Squeak Carnwath: Songs
February 19 to March 28, 2015
Reception for the artist: Thursday March 19th, 6 to 8PM
James Harris Gallery is pleased to present our fifth exhibition by Squeak Carnwath entitled Songs. The artist continues to explore a highly individualized visual language that she derives from the history of art and personal associations, molding a dialogue that is at once static and ever changing. Carnwath’s work has developed over the past 30 years, establishing a distinctive style of painting that is known for its diaristic and pictographic elements to evoke imaginative explorations into the mind. In this show, Carnwath takes an exciting new direction by integrating live sound with a suite of paintings. While iconographic elements of sound have appeared in her work in the past, this marriage of new technology with the grand tradition of paintings suggests a pivotal moment in her career.
The works in this exhibition play off our collective and individual responses to language and its representation in relationship to memory. Carnwath often incorporates handwritten text and lists in her work, all done in oil paint. In this series, she has written the titles of love songs across the entire surface of each canvas. They act as triggers with familiar song titles evoking emotions and nostalgia. Each title floats on top of a block of intense colorfields, separating one another from her entire playlist while also unifying the canvas into a richly hued patch work. In a visual and aural sense, the staccato of the words link sight to sound. To intensify this aural connection by going beyond the two dimensionality of painting, an iPod shuffle accompanies each work. In this way the viewer becomes participatory in the artist’s practice.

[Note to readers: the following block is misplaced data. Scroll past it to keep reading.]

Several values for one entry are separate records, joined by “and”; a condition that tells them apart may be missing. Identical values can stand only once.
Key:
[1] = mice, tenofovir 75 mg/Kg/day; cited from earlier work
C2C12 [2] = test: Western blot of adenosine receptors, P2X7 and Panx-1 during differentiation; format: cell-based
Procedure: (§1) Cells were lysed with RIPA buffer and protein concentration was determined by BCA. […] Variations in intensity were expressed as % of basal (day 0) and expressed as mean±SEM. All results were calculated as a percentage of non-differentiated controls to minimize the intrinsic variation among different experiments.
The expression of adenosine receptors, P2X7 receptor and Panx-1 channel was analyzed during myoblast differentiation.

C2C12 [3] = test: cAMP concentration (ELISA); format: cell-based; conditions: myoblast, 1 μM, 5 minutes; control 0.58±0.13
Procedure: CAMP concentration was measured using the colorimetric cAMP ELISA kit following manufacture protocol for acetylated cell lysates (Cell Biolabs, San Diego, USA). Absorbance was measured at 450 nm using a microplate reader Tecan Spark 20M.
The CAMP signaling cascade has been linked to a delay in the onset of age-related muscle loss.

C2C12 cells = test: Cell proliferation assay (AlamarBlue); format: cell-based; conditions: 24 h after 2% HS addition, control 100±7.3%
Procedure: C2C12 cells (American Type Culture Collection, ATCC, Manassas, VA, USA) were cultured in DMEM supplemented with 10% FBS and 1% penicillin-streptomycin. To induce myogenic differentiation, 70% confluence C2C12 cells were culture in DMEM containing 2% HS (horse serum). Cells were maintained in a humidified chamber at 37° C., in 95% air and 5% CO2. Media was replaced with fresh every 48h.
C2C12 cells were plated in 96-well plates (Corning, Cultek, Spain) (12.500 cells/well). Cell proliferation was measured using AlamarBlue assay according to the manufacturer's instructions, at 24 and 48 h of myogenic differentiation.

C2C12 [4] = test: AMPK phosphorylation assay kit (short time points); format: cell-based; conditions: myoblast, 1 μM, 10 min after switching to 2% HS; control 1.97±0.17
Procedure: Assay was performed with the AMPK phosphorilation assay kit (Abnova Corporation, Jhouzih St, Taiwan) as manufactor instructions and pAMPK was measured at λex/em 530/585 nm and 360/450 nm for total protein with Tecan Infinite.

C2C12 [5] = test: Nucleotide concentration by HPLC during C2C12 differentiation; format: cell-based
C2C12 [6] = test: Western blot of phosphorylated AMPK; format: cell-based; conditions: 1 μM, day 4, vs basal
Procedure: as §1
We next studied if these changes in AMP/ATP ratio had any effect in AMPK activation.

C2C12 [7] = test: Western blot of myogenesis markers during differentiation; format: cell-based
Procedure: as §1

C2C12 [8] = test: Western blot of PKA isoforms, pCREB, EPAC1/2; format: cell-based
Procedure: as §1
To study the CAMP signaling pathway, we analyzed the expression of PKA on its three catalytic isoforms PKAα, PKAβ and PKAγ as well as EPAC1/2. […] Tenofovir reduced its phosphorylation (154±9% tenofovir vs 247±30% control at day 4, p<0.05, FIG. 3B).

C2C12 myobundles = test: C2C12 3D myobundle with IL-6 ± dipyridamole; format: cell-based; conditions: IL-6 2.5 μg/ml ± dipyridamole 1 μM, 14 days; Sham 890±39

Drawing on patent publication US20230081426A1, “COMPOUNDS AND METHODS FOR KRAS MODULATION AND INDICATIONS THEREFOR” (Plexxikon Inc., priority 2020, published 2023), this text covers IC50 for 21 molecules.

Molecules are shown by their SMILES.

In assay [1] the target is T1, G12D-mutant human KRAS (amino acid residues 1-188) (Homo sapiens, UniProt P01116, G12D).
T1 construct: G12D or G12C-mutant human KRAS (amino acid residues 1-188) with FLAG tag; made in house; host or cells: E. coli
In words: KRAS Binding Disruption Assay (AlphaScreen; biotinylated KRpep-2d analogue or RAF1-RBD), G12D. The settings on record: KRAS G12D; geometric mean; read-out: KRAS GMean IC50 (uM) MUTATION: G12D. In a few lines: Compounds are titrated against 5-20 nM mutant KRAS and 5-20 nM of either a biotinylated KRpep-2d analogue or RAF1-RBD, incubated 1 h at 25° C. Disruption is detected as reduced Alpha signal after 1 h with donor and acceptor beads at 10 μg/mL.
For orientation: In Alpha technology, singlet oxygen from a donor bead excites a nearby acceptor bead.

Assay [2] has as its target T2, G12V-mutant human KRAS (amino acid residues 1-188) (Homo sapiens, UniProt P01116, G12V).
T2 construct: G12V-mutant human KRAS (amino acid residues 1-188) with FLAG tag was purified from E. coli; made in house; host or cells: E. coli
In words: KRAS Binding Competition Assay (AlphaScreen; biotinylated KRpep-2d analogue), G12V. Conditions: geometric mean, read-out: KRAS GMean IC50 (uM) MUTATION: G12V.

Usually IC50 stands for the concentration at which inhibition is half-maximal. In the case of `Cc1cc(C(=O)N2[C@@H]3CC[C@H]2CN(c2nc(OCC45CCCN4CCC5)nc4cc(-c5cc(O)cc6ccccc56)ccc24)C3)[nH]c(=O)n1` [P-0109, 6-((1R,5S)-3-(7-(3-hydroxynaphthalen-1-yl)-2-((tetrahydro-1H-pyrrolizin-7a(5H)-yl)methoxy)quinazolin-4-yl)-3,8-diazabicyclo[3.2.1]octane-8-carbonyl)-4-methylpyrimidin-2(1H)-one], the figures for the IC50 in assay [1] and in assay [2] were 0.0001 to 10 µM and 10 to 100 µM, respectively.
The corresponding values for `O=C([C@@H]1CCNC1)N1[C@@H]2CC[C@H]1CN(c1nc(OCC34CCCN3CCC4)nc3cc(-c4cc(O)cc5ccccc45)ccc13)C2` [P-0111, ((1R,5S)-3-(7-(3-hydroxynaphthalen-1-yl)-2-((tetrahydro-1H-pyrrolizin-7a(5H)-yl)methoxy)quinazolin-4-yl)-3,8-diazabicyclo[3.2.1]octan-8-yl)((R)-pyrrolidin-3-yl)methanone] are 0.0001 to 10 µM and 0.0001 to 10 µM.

Carnwath continues to employ words, object images, pattern, and stunning color to speak about the body and mind in a metaphysical ablution of paint. As a self-proclaimed “painting chauvinist,” her choice of medium is essential to her process. Painting layers upon layers, she records her own psychological experience on the canvas. The creative vision is not predetermined; Carnwath never has an end goal in mind that might confine or dictate this process of discovery. It is the re-work-ability of oil paint that allows her to realize her intention to create a reality of personal and universal discovery.
Squeak Carnwath lives and works in Oakland, CA. She is Professor Emerita at the University of California, Berkeley. She has received numerous awards including the Society for the Encouragement of Contemporary Art Award from San Francisco Museum of Modern Art, two Individual Artist Fellowships from the National Endowment for the Arts, a Guggenheim Fellowship and the Award for Individual Artists from the Flintridge Foundation. Her work is in collections throughout the United States.